There are environmental and economic benefits from using few and larger vessels over a shorter geographical distance. With containerships of which China is a major world operator, the ocean freight costs could be greatly reduced as the vessel would not have to enter west coast North American ports and/or pay the canal fees which can be substantial. One can not underestimate the importance of decreased ecological footprints. In a rapidly warming planet this will become more important to the end consumers most of whom purchase the goods from manufacturers in China.

Shipping remains the most energy efficient way to move goods. In a global economy, with no depth restriction on a trans-polar shipping route, very large vessels could be built especially if deep water transshipment ports were developed. The vessels would not have to be restricted to a single type and could include containerships, bulk carriers and oil and LNG tankers.

In an article that appeared in the Financial Times of London in January 2008, Professor Robert Wade of the London School of Economics wrote:

The country has lately displayed special interest in relations with Iceland, the tiny island in the north Atlantic, which with its strategic location is believed to get a key role in future shipping in the region. China wants to start shipping containers in the north, and sees the deep-sea ports of Iceland as potential port bases.

This was the subject of a recent conference hosted in Iceland in 2007. Given the secretive and commercial nature of shipping there is little information in the public domain [5].

A melting Arctic Ocean has a major impact on China and it could become a major Arctic shipping nation. It appears that China has not engaged in the development of ice technology, which tends to be dominated by the Nordic countries and the focus in recent years has been the development of the Russian gas field in the Barents Sea.  Yet this is readily commercially available and technology transfer agreements could be developed between ship design and engineering firms and China. This approach has been used in South Korea shipyards for new vessel construction destined for the icebreaking tankers used in the Russian Arctic gas fields.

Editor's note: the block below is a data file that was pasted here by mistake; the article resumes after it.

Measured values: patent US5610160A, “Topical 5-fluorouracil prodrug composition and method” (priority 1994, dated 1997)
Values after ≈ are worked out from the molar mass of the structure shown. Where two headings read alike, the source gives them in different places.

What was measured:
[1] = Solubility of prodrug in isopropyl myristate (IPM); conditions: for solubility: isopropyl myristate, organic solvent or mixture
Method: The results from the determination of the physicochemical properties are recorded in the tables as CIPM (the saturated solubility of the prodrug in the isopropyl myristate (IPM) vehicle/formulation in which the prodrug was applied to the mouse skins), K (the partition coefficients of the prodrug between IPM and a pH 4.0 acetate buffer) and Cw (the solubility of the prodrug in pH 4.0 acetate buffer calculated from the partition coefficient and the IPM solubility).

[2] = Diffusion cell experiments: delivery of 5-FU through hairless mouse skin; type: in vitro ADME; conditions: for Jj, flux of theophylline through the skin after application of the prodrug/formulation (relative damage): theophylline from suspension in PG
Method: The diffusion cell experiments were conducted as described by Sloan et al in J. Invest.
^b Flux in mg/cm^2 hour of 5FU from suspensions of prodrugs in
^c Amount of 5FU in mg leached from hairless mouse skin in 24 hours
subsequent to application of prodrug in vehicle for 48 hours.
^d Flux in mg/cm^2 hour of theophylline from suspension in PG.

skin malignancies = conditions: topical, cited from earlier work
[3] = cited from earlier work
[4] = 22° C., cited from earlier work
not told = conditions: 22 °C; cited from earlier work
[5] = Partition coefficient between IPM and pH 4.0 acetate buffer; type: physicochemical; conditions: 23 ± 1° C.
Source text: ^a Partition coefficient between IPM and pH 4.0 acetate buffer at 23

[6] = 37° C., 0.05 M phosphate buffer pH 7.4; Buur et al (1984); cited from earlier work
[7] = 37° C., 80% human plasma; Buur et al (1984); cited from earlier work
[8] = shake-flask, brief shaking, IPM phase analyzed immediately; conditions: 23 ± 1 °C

China has sought observer status at the Arctic Council, a grouping of the Arctic Nations that looks at various arctic issues including shipping. The Arctic Council was set up in 1996 and is an intergovernmental forum of nations which border the Arctic Ocean. This serves as a forum to deal with arctic issues. One example of the work the Arctic Council is doing is an arctic shipping assessment which is a collaborative effort. The Arctic Council is keenly aware of the challenges presented by arctic shipping [6].

The International Maritime Organization (IMO), which is a highly successful United Nations Organization that sets international maritime standards that are adopted by the world’s flag and coastal states is working to develop a Polar Code with the support of the International Group of Classification Societies which will set uniform construction requirements for commercial vessels and navigation standards for arctic waters. Lloyds Registry of Shipping is one of the oldest of the Classification standards. Underwriters take these issues into account when setting marine insurance premiums in underwriting the risk. Marine Insurance costs presently serve more of a barrier to commercial arctic shipping than vessel icebreaking technology.